touch index.html styles.css
  1. Install live-server and start the server in the responsive_dashboard directory. You should be able to load the blank index.html at http://127.0.0.1:8080/ when the server is running
npm install -g live-server
live-server
  1. Open your browser’s dev tools (F12, typically) and toggle the device toolbar (Ctrl+Shift+M in Chrome), and select a small viewport like 300x600
Adding the HTML

Our index.html file is going to contain a link to our stylesheet, as well as a link to the Roboto font that we’ll be using throughout the dashboard.

As mentioned at the start, our dashboard is primarily going to consist of a sidenav, a toolbar, and a content section. All three of these are going to sit in a flexbox container and they will each use flexbox themselves.

  1. Add the following html to your index.html file.
<!DOCTYPE html>
<html lang="en">
<head>
  <meta charset="UTF-8">
  <meta http-equiv="X-UA-Compatible" content="IE=edge">
  <meta name="viewport" content="width=device-width, initial-scale=1.0">
  <link rel="stylesheet" href="./styles.css">
  <link rel="preconnect" href="https://fonts.gstatic.com">
  <link href="https://fonts.googleapis.com/css2?family=Roboto:wght@300;400;500;700;900&display=swap" rel="stylesheet">
  <title>Responsive Dashboard</title>
</head>
<body>
  <div class="container">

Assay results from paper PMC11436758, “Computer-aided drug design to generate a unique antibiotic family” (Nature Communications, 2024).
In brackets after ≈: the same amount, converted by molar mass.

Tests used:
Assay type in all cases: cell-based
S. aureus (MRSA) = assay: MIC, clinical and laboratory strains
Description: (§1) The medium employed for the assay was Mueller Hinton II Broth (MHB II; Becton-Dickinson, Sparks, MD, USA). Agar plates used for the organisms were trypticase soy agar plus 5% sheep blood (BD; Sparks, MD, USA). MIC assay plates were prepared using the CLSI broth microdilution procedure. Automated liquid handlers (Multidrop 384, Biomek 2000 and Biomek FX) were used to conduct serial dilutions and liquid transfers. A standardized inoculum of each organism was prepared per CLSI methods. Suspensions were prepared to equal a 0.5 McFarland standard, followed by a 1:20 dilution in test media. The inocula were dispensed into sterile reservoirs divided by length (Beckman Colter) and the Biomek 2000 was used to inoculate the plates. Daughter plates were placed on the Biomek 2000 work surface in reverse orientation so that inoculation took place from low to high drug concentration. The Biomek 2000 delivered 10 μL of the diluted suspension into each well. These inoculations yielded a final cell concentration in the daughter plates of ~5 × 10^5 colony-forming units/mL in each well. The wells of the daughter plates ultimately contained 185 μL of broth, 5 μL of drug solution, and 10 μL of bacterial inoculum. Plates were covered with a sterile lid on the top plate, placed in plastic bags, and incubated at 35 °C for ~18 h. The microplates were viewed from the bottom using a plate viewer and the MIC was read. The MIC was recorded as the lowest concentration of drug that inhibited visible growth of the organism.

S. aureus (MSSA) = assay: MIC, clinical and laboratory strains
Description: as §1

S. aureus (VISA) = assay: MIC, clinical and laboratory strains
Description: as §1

<div class="sidenav text-bright">Sidenav</div>
    <div class="content text-bright">
      <div class="toolbar text-bright">Toolbar</div>
      Content
    </div>
  </div>
</body>
</html>

If you open your browser to http://127.0.0.1:8080/ you should see the text Sidenav, Toolbar, and Content stacked on top of each other.

Adding the CSS

We are going to start off with some css resets, which basically just give us a blank slate and level playing field between browsers. I’ll mention them here, but I am going to omit the presets from future css examples in this tutorial. I am also going to define the color palette we’ll be using for the tutorial.

Our dashboard is going to be a dark variant, so I grabbed a random palette from the wonderful Coolors.co that looked nice. The color palette will be defined in the :root selector using CSS custom properties. Custom properties are super convenient for colors because it is easy to get hex or rgb numbers wrong when typing them out in a bunch of different places.

The main thing we are doing with our initial css is just lining things up and giving them a backgground-color property so it is easier to see how our elements align. The other important thing to note here is that we are giving our .sidenav selector a display value of none. We then create a media query with a min-width of 640px that then changes the display to flex. What that means is that the sidenav is going to be hidden on screens smaller than 640px. Later, in another tutorial, we are going to add a drop-down menu to the toolbar to replace the sidenav on small screens. This will be our first taste of “mobile first” since the sidenav will be completely hidden on our small 300x600 viewport in the browser. Once you complete the steps below, try re-sizing the viewport over and under 640px to see how the sidenav shows and hides.